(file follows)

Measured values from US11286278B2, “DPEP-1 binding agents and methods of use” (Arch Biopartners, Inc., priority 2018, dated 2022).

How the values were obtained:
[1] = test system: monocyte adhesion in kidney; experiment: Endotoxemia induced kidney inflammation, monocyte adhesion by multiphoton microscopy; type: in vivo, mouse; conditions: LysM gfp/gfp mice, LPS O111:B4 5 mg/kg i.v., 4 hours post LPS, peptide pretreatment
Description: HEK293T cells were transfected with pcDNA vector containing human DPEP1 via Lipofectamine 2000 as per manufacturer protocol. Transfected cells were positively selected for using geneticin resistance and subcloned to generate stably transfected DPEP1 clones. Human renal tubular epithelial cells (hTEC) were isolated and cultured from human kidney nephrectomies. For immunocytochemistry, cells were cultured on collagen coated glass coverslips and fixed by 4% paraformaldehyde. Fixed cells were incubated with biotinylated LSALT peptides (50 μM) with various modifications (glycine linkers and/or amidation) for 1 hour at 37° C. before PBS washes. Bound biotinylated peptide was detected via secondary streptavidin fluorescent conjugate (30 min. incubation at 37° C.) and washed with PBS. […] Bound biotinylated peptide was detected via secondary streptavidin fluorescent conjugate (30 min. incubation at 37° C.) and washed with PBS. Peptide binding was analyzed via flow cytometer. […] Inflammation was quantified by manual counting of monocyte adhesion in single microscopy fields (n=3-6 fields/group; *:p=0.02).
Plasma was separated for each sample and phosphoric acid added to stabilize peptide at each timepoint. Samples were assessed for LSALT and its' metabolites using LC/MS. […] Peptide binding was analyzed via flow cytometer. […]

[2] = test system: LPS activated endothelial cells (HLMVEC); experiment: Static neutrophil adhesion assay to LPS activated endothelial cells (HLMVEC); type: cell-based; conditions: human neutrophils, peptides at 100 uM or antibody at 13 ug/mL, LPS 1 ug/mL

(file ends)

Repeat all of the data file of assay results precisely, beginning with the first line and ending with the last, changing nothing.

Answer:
Measured values from US11286278B2, “DPEP-1 binding agents and methods of use” (Arch Biopartners, Inc., priority 2018, dated 2022).

How the values were obtained:
[1] = test system: monocyte adhesion in kidney; experiment: Endotoxemia induced kidney inflammation, monocyte adhesion by multiphoton microscopy; type: in vivo, mouse; conditions: LysM gfp/gfp mice, LPS O111:B4 5 mg/kg i.v., 4 hours post LPS, peptide pretreatment
Description: HEK293T cells were transfected with pcDNA vector containing human DPEP1 via Lipofectamine 2000 as per manufacturer protocol. Transfected cells were positively selected for using geneticin resistance and subcloned to generate stably transfected DPEP1 clones. Human renal tubular epithelial cells (hTEC) were isolated and cultured from human kidney nephrectomies. For immunocytochemistry, cells were cultured on collagen coated glass coverslips and fixed by 4% paraformaldehyde. Fixed cells were incubated with biotinylated LSALT peptides (50 μM) with various modifications (glycine linkers and/or amidation) for 1 hour at 37° C. before PBS washes. Bound biotinylated peptide was detected via secondary streptavidin fluorescent conjugate (30 min. incubation at 37° C.) and washed with PBS. […] Bound biotinylated peptide was detected via secondary streptavidin fluorescent conjugate (30 min. incubation at 37° C.) and washed with PBS. Peptide binding was analyzed via flow cytometer. […] Inflammation was quantified by manual counting of monocyte adhesion in single microscopy fields (n=3-6 fields/group; *:p=0.02).
Plasma was separated for each sample and phosphoric acid added to stabilize peptide at each timepoint. Samples were assessed for LSALT and its' metabolites using LC/MS. […] Peptide binding was analyzed via flow cytometer. […]

[2] = test system: LPS activated endothelial cells (HLMVEC); experiment: Static neutrophil adhesion assay to LPS activated endothelial cells (HLMVEC); type: cell-based; conditions: human neutrophils, peptides at 100 uM or antibody at 13 ug/mL, LPS 1 ug/mL